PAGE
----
9. Quit Your Day Job

The reason you’re moving may be for a legitimate reason, but if you’re looking for something different, you may be better off staying put and changing directions. Pursue ways to get paid doing things you love, such as hobbies, or that dream career in entertainment or the media you always wanted. No matter what it is, take a shot at it. The only way you’ll fail is by not trying.

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10. Manage Expectations

I’ve had days where I applied for 10 jobs and got five responses and I’ve had weeks on end where I applied for 100 jobs a day before finally receiving one reply.  Don’t let the numbers trip you; focus on your goals, and don’t be overly cynical.  Whether you sit around waiting or apply for a dozen more jobs won’t change whether or not someone calls you back. Stop putting all your eggs in one basket.

As you can see, applying for work takes work, especially when looking in other places. If you take proper precautions and act like you belong at the table however, you’ll see results sooner rather than later. Whatever you do, don’t get discouraged; every great accomplishment takes suffering,

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Last Updated on November 19, 2019

Work Smarter, Not Harder: 12 Ways to Work Smart

Work Smarter, Not Harder: 12 Ways to Work Smart

I imagine that like me, you say that you never have enough time and that you just cannot cope with 60 dozen things all at once.

How on earth do you get out of that spiral?

Many people never sit down and look at how to work smarter, rather than harder and even longer hours. But not you, you’re smart enough to try to learn effective ways to work.

So how to work smarter not harder? Here are 12 smart ways you should be following:

1. Improve Your Time Management Skills

Easier said than done? Well, no actually, because there are a few simple rules that can really help you to manage time better.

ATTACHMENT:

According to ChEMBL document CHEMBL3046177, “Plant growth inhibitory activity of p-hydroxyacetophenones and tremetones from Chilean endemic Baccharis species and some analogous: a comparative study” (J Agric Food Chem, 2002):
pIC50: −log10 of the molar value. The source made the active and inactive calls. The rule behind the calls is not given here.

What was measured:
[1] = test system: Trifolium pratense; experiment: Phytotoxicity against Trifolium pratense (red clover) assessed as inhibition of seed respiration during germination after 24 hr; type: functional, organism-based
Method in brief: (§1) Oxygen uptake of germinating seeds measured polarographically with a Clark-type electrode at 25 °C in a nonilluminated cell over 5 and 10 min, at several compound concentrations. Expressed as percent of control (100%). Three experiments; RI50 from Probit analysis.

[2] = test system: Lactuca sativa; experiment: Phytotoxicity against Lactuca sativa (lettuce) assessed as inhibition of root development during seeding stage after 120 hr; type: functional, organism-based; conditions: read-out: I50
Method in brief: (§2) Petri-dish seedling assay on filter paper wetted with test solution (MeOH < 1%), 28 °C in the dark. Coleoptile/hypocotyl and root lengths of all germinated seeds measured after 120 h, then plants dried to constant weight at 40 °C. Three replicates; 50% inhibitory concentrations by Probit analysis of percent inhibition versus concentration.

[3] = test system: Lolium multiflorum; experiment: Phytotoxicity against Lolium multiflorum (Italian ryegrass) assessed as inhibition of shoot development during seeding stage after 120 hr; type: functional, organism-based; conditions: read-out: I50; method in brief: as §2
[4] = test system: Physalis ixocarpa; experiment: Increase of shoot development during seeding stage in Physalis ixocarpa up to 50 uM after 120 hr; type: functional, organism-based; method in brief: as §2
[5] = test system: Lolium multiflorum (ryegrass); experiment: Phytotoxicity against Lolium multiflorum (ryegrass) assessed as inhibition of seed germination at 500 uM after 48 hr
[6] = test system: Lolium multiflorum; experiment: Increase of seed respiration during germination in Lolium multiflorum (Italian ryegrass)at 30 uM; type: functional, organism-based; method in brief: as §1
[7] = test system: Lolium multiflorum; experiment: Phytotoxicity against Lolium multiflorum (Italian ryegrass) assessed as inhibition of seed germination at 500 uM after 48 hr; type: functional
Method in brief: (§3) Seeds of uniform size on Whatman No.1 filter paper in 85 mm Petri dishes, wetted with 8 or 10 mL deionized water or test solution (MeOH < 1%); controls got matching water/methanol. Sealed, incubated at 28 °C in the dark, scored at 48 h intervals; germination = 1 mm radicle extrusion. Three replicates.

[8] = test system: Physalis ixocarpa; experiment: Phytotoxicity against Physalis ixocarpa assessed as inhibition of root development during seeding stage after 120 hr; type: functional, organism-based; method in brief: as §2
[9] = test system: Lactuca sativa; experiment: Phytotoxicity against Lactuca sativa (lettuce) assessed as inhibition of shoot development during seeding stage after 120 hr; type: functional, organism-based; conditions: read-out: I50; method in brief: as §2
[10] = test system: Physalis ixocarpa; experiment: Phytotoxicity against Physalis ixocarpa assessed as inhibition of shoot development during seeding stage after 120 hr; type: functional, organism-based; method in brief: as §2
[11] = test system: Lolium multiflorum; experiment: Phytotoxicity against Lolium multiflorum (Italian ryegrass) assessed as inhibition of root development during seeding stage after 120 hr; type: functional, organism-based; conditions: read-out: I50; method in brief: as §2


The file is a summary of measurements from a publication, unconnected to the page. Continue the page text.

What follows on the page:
For example, when setting up a top priority task, you need to switch off the phone and ignore your email first. Then you need to abandon any ideas of multitasking as that will slow you down and ruin your focus.

Finally, set a reasonable deadline and do everything in your power to meet it.

“When you’re born, you’re born with 30,000 days. That’s it. The best strategic planning I can give to you is to think about that.” — Sir Ray Avery

2. Speed up Your Typing and Use Shortcuts

These days we’re all keyboard slaves. So why not speed up your typing and try to get rid of the two finger syndrome. In fact, when you save 21 days per year just by typing fast!

This is exactly what I am doing now, so I cannot honestly say I am practicing what I preach!

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But help is at hand. Try some of these apps and games to help you type fast: 8 Most Effective Games and Apps to Learn to Type Fast

Using shortcuts on the keyboard is another time saver and can speed up your work.

For example, press F2 to rename a selected file, while CTRL + I will put selected text in italics.

There are so many of these. If you make the effort to learn them, they really can be helpful.

3. Learn How to Use Productivity Tools

It is well worth downloading all the useful tools and apps that can highly boost your productivity. Take a look at these 18 Best Time Management Apps and Tools and install whatever fits your needs.

Now that is really a great way of working smarter, not harder.

4. Use Your Phone Wisely

Instead of writing emails, sometimes it’s better to pick up the phone and talk to the person responsible. It saves time, especially for important or urgent discussions.

If that colleague works in the same office, it is even better to go and talk to him or her. It gives you a break, you get some exercise and you actually make human contact which is becoming quite rare in this electronic world.

5. Keep a Tab on Your Tabs

If you are like me, you might well find that you have a ton of tabs open at the top of your browser.

In order to find the one you want, you have to search for them as they are off screen. Having all these tabs open slows down your browser too.

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One solution is to use OneTab which can keep a neat list on the screen of all these tabs when you want to quickly get to one of them or you want to remind yourself which ones you have open.